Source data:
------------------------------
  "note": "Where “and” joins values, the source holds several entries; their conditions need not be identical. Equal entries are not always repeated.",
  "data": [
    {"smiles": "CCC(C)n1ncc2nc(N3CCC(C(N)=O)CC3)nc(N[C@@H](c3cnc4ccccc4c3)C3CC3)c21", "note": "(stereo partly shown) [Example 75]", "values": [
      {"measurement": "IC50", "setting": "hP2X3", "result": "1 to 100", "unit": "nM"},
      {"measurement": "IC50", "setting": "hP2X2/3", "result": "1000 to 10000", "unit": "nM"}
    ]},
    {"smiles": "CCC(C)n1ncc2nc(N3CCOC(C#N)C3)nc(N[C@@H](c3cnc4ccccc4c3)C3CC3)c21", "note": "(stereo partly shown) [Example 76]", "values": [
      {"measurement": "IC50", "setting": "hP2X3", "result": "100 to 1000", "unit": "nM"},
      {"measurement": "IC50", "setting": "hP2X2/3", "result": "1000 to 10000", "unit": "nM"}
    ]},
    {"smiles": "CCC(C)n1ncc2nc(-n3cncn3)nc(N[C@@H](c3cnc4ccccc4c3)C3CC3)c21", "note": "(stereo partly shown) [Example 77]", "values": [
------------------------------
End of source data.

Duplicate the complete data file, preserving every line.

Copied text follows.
  "note": "Where “and” joins values, the source holds several entries; their conditions need not be identical. Equal entries are not always repeated.",
  "data": [
    {"smiles": "CCC(C)n1ncc2nc(N3CCC(C(N)=O)CC3)nc(N[C@@H](c3cnc4ccccc4c3)C3CC3)c21", "note": "(stereo partly shown) [Example 75]", "values": [
      {"measurement": "IC50", "setting": "hP2X3", "result": "1 to 100", "unit": "nM"},
      {"measurement": "IC50", "setting": "hP2X2/3", "result": "1000 to 10000", "unit": "nM"}
    ]},
    {"smiles": "CCC(C)n1ncc2nc(N3CCOC(C#N)C3)nc(N[C@@H](c3cnc4ccccc4c3)C3CC3)c21", "note": "(stereo partly shown) [Example 76]", "values": [
      {"measurement": "IC50", "setting": "hP2X3", "result": "100 to 1000", "unit": "nM"},
      {"measurement": "IC50", "setting": "hP2X2/3", "result": "1000 to 10000", "unit": "nM"}
    ]},
    {"smiles": "CCC(C)n1ncc2nc(-n3cncn3)nc(N[C@@H](c3cnc4ccccc4c3)C3CC3)c21", "note": "(stereo partly shown) [Example 77]", "values": [